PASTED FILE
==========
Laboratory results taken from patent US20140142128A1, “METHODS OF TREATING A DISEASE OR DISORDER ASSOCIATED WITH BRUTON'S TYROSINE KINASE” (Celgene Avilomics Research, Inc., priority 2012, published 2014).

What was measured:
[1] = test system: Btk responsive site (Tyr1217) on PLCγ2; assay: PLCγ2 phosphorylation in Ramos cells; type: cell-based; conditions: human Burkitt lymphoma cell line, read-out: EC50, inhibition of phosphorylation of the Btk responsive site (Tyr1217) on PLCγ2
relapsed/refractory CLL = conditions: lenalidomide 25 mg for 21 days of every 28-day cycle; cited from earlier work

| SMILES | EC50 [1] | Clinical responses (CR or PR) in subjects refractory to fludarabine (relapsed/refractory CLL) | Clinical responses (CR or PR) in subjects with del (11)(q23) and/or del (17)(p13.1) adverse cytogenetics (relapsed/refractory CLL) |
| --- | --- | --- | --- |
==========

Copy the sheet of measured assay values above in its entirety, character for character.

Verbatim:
Laboratory results taken from patent US20140142128A1, “METHODS OF TREATING A DISEASE OR DISORDER ASSOCIATED WITH BRUTON'S TYROSINE KINASE” (Celgene Avilomics Research, Inc., priority 2012, published 2014).

What was measured:
[1] = test system: Btk responsive site (Tyr1217) on PLCγ2; assay: PLCγ2 phosphorylation in Ramos cells; type: cell-based; conditions: human Burkitt lymphoma cell line, read-out: EC50, inhibition of phosphorylation of the Btk responsive site (Tyr1217) on PLCγ2
relapsed/refractory CLL = conditions: lenalidomide 25 mg for 21 days of every 28-day cycle; cited from earlier work

| SMILES | EC50 [1] | Clinical responses (CR or PR) in subjects refractory to fludarabine (relapsed/refractory CLL) | Clinical responses (CR or PR) in subjects with del (11)(q23) and/or del (17)(p13.1) adverse cytogenetics (relapsed/refractory CLL) |
| --- | --- | --- | --- |